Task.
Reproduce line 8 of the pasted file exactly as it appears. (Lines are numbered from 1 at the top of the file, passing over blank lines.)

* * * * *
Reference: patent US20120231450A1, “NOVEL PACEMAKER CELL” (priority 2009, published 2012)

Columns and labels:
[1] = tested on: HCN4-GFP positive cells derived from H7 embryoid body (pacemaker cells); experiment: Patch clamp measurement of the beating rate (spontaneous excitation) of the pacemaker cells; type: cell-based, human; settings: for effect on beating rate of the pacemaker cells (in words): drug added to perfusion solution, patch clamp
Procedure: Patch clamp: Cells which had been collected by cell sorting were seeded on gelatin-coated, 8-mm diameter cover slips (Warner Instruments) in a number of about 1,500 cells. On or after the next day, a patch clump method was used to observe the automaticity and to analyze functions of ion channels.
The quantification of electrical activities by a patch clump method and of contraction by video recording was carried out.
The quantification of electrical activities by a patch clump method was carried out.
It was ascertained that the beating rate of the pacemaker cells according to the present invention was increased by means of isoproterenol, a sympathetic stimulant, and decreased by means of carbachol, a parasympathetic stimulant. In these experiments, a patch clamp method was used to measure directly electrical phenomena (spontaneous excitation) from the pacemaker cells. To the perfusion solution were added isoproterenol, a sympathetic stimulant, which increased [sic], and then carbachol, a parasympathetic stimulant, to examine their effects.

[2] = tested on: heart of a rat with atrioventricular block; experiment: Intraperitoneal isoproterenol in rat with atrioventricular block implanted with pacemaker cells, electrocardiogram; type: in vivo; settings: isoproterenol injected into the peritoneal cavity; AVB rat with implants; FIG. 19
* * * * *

[2] = tested on: heart of a rat with atrioventricular block; experiment: Intraperitoneal isoproterenol in rat with atrioventricular block implanted with pacemaker cells, electrocardiogram; type: in vivo; settings: isoproterenol injected into the peritoneal cavity; AVB rat with implants; FIG. 19